Please submit, share these links, encourage your friends to send us their work, and generally get the word out there. We want this to be a huge success!

Calum Kerr, Managing Editor

And, if you are wondering what kind of thing we like, and just because we love to share, here is a flash-fiction from Angi Holden which we published in the first issue of Word Gumbo, back in June 2011.

I Can Tell You How It Began
Angi Holden

I’m not sure how it all ended, but I can tell you how it began. I wish I could say it was something romantic, like we locked eyes across a crowded room, or something like that. Or even that we met through an online dating agency. At least that would have the virtue of being modern and a bit quirky. But it wasn’t. It was ordinary and practical and rather banal.
Our fingertips met around a one-litre carton of semi-skimmed. The last one-litre carton of semi-skimmed. The last any-litre carton of milk in our local Spar, skimmed or otherwise, to be precise. We were both living in Hightown at the time. I was in my final year and sharing a student house with a couple of other girls; she had a studio flat in a block for ‘young professionals’ around the corner. We agreed to go back to her place; she’d decant some of the milk into a jug, and I’d take the rest of the carton home.
Only that wasn’t what happened. She made coffee and found a packet of Bourbon between the Demerara and the Golden Granulated, and I stayed. I was easy to impress back them. An unopened packet of biscuits had enough rarity value for someone living in a student household, but showing me a cupboard containing three types of sugar, Earl Grey and Balsamic vinegar was like giving me a glimpse of the forbidden city.
It was three days before I went back to the house for a change of knickers and to collect a library book that needed renewing. The book was important; I couldn’t afford to start racking up fines. The knickers were kind of irrelevant, at least until we ran out of fresh bread and needed to go shopping.
I suppose I ought to tell you that I wasn’t in the habit of being picked up by random women in corner shops. In fact, I was a virgin. She had a go at me once about being ‘closet’, but it’s a bit of a non-event, coming-out, when you’ve never been ‘in’ in the first place. And it’s a bit sad if you’re not ‘out’ with anyone. Anyway, I’m not the confessional type. Well, I wasn’t back then.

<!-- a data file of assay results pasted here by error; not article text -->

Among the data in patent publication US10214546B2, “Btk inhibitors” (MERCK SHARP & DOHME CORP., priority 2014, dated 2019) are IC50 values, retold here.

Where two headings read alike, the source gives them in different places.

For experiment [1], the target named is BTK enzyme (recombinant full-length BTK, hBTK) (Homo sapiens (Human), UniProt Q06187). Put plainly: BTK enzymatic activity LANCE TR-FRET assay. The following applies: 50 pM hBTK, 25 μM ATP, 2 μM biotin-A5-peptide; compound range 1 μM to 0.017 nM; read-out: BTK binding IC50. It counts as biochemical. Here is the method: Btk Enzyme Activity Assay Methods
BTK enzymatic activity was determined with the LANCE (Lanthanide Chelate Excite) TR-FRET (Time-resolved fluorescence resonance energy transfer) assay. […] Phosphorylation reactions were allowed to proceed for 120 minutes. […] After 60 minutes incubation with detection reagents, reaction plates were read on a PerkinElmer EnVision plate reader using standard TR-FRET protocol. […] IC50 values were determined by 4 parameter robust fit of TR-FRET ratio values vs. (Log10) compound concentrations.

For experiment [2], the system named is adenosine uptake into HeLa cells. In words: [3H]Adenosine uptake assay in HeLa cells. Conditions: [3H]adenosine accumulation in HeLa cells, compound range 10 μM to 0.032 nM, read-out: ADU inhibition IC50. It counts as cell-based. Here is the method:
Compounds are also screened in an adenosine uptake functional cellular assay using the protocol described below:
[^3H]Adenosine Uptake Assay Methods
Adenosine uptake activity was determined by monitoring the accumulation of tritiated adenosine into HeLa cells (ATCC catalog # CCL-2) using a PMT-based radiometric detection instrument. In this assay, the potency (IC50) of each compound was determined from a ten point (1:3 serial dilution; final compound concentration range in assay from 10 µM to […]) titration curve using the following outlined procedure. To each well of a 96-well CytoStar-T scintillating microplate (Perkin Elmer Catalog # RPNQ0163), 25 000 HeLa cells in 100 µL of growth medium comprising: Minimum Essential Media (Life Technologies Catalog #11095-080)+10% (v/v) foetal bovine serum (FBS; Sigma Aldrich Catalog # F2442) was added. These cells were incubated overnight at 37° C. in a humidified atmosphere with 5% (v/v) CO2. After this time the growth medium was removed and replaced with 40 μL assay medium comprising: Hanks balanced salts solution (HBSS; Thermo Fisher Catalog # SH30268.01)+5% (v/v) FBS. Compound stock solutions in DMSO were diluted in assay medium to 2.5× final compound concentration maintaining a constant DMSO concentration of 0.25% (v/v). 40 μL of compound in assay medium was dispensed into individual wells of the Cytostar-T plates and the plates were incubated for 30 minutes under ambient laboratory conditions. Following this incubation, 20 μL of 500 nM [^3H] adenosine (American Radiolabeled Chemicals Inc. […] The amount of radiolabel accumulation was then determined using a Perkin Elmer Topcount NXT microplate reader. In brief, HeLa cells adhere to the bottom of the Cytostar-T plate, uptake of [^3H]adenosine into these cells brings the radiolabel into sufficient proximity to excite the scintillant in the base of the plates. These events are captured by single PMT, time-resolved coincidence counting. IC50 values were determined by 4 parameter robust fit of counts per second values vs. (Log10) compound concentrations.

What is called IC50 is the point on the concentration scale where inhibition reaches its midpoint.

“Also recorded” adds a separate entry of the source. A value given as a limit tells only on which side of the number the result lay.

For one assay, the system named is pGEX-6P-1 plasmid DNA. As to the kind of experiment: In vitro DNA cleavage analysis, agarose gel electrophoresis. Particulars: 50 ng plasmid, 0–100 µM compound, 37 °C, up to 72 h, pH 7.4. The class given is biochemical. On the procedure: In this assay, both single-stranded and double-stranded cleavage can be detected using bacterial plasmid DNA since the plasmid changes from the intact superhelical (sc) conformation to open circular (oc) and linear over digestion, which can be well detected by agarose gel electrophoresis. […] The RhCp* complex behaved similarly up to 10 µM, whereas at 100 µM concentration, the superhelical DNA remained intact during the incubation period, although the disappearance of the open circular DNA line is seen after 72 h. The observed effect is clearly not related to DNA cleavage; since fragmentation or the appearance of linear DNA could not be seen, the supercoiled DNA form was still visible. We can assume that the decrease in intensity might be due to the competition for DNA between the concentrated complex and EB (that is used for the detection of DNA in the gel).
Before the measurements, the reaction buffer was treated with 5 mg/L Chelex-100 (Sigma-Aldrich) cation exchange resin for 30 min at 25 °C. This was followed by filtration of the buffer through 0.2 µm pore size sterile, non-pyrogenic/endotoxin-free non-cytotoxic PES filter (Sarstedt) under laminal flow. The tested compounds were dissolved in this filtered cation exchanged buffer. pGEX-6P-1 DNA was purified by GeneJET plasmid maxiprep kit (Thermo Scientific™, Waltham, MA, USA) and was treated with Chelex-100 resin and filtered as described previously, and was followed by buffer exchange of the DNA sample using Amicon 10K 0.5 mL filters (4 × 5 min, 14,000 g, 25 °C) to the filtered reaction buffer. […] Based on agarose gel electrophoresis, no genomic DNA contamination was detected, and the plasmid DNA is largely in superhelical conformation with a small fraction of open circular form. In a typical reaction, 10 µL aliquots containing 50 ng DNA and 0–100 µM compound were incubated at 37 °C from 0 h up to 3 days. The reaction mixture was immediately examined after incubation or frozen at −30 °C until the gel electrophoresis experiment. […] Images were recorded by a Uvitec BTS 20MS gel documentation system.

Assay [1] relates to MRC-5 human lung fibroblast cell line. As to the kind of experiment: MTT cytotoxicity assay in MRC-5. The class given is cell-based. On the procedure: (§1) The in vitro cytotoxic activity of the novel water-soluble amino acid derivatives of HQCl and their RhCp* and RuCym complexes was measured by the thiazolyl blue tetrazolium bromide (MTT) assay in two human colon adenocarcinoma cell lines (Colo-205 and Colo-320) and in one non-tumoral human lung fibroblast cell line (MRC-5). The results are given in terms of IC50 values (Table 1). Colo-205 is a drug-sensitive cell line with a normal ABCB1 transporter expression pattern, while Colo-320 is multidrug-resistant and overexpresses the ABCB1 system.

I’m not sure how it ended. Did I say that before? Sorry. When you live with someone who doesn’t listen to what you say, you tend to repeat yourself a bit. Well, a lot really. She said I nagged, and I suppose I did. I’d graduated (not as well as I’d hoped) and we’d got this flat together. It’s a lovely place, bigger with this separate bedroom, but lonely when she didn’t come back some nights. The shagging petered out too; sometimes we didn’t have sex for weeks and to tell you the truth that suited me. Though a cuddle would have been nice.
Anyway, I can’t afford the rent on my own, so I’m moving out. So, do you think it’ll suit you?

Thursday, 1 March 2012

Volume 2: New Year News

Hello, Gumbo-fans, and welcome to our very intermittent blog.

Submissions closed last night for our latest issue - due out at the end of the month, and I want to say thank you to you all, we have had a bumper crop of 'Endings' submissions to bring our first volume to a close.

'But what of your next volume?' I almost hear you ask.

Well, we have had a think and we are going to be changing things as we move into our second year. Gone are the themes and gone are the deadlines. Instead, from now on we will be working with an open theme so you can send us your very best work on whatever subject takes your fancy. If a theme emerges from a batch of submissions, we may assemble a special issue tied to that, otherwise it will just be a more free-range version of the 'Word Gumbo' you have come to love.

And, of course, with the removal of themes , we no longer have a need for set deadlines, so that last minute panic will hopefully recede.

How it will work in future is that, on the last day of every other month (much as at the moment) we will gather up whatever has been submitted and assess that batch for the following issue. Anything that comes in after that time will simply be part of the issue after. So now there will be no need to panic if you miss the deadline.

Don't let this stop you from writing and submitting your work, but hopefully some of the pressure is off and you can concentrate on sending us your very finest poems, stories, flash-fictions, scripts and non-fiction pieces.

Now go and start writing, we're already looking forward to whatever you send us!

Full submission guidelines can be found at

Friday, 22 July 2011

The Opposite of Easy

Hello all, and sorry for the silence.

We have, of course, all been busy here at Gumbo Towers with all the things we have to do, and watching your submissions roll in for Issue 2 of Word Gumbo.

As of today we have finalised our decisions and emailed everyone, so now it's just a question of putting the issue to bed. All things being equal, we hope it have it up for you by the end of the month.